From the ‘Breadbot’ to baum cakes that turn like vinyl records - the future of robots is here

By Jenny Eagle

- Last updated on GMT

The Breadbot by Wilkinson Baking Company. Photo: Wilkinson Baking Company
The Breadbot by Wilkinson Baking Company. Photo: Wilkinson Baking Company

Related tags Robots Packaging AR

From the ‘Breadbot’ to baum cakes, that turn like vinyl records, and Boston Dynamics 'Handle' robot there’s plenty to get excited about in the future of food packaging, according to Nuprint labels.

"Product packaging, you might think, is something that hasn’t changed much over the last few decades. While we might have access to better printers, embossed labelling and other such niceties, the fundamental role of packaging has remained, pretty much, the same​," said Gavin Killeen, MD, Nuprint.

"But digital technology is in the process of transforming the way we package certain sorts of product, much as it has transformed every other area of modern life.​"

Here Killeen shares the three areas of innovation to look out for; 

TT Tracking 

'When you’re buying any sort of perishable good, such as bread or pastries, one piece of information stands head-and-shoulders above the rest: is the product safe to consume? 

For decades, we’ve been relying on use-by labels to determine this. But the date printed on the package is only a conservative estimate of when the product will go bad. It does not, and cannot, take into account the way in which the product has been stored when in transit from factory to distributor to shop to home.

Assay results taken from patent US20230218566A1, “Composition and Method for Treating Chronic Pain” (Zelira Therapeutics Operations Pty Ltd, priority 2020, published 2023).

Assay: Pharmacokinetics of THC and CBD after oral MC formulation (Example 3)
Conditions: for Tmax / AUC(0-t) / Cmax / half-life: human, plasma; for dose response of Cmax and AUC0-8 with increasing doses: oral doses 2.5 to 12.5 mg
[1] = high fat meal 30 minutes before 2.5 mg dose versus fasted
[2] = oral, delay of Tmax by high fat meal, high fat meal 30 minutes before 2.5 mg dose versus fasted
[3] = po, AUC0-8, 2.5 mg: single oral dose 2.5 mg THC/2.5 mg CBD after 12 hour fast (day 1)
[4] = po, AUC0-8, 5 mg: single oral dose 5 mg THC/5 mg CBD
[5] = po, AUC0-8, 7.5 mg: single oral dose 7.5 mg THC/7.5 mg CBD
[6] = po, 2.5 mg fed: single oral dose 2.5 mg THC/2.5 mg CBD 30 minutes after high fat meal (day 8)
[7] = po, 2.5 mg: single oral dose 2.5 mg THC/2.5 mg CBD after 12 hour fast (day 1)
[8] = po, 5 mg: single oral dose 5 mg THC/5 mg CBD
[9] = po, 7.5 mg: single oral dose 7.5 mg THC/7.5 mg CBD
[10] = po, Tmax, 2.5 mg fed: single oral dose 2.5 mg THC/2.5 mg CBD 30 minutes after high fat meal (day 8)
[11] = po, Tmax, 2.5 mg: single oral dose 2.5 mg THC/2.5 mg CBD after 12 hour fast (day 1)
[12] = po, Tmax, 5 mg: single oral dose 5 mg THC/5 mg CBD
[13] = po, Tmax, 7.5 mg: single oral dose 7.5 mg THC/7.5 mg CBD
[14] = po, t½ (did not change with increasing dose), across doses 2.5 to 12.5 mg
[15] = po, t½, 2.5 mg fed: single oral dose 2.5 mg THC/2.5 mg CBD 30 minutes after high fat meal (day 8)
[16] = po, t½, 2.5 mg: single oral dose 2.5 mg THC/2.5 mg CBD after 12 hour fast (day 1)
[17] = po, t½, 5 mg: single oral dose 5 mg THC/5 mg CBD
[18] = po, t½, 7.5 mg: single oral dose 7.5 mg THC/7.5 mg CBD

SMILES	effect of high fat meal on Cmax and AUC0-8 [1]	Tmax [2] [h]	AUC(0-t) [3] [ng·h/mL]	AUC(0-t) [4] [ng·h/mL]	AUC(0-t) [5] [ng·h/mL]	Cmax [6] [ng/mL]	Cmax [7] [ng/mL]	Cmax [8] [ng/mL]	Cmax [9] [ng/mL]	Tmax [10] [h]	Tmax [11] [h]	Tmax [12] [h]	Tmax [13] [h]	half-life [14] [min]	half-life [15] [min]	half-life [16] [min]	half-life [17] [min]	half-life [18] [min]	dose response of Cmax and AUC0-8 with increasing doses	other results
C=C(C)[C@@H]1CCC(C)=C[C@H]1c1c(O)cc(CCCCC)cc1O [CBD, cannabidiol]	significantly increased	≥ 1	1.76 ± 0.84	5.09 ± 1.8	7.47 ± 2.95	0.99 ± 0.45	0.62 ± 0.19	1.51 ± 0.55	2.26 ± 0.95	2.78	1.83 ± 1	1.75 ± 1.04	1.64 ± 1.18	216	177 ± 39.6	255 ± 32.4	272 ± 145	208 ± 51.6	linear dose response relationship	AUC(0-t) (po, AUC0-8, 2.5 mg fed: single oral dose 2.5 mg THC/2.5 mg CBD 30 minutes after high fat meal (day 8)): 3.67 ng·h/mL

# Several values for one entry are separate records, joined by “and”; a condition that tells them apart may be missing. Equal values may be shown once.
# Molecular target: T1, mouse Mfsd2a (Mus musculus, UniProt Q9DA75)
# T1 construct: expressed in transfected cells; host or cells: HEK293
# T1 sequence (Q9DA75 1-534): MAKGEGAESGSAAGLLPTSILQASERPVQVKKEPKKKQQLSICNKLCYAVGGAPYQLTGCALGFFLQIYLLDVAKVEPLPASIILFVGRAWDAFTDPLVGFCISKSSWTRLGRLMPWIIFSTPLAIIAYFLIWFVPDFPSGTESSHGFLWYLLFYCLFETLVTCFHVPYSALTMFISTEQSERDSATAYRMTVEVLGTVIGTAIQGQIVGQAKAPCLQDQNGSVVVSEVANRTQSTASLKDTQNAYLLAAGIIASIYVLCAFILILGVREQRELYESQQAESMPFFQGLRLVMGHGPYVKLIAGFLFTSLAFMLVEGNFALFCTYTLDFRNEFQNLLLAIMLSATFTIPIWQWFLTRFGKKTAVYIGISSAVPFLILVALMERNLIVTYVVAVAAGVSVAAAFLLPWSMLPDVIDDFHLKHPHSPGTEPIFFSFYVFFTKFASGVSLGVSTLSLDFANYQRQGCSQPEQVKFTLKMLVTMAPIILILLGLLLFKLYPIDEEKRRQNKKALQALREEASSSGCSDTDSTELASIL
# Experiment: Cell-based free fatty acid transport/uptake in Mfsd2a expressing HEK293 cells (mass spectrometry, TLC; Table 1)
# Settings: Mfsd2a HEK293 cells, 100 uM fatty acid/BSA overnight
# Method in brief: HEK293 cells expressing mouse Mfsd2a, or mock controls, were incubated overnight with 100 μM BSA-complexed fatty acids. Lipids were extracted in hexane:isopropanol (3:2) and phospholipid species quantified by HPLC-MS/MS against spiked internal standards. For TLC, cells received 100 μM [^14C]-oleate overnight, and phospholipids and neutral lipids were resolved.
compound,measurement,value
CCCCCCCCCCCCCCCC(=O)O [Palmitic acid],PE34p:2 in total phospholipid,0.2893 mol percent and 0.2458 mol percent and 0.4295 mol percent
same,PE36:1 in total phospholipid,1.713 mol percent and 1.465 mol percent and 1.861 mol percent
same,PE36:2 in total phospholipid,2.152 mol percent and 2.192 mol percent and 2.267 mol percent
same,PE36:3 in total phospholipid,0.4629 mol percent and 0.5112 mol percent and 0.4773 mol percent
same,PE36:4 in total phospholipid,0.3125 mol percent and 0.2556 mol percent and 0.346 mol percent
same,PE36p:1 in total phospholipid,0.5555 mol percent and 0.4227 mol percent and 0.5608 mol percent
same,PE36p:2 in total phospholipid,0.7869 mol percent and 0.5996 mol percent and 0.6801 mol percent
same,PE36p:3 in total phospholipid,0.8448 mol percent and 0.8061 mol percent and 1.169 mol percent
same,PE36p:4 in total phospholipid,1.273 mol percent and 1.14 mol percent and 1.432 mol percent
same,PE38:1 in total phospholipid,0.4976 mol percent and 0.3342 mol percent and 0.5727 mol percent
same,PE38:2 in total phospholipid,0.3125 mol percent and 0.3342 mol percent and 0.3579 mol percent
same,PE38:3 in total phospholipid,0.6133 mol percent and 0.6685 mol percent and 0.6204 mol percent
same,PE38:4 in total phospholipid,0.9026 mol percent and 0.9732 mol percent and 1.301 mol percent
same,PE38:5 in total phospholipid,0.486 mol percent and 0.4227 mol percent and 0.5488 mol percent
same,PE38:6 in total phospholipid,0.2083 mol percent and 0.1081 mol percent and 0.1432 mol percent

That’s where temperature-and-time-trackers come in. These tiny microchips are built into the package itself, and account for all this information. They display whether the product is safe to consume using a small traffic-light indicator on the front. Red means the product has gone bad; green means it’s safe. 

This technology not only benefits the end user, but also provides manufacturers with a means of troubleshooting their supply chains. TT-labelling means we can dispense with cumbersome data-loggers in favour of a smartphone with an Android OS. This helps to enormously cut costs, and ensures anyone can easily keep track of the supply chain.' 


Augmented Reality (AR) refers to the practice of supplementing a real-world setting or object with digital information. Including AR in packaging allows us to include additional text, images, and videos along with the product’s label. So, if the user wanted to know what’s inside a pre-made cake or cereal bar, they could scan the barcode with a special app and be presented with a list of ingredients. This would remove ugly, unnecessary text from the packaging itself, and allow the information to be edited even after the product has been released. 


Some brands are going even further with their packaging, such as Japanese confectioners La Famille. They have created baum cakes ​in the shape of vinyl records, and after downloading the COCOAR2 app, customers can watch the cake spinningas though it was a real record. It plays a song, as well.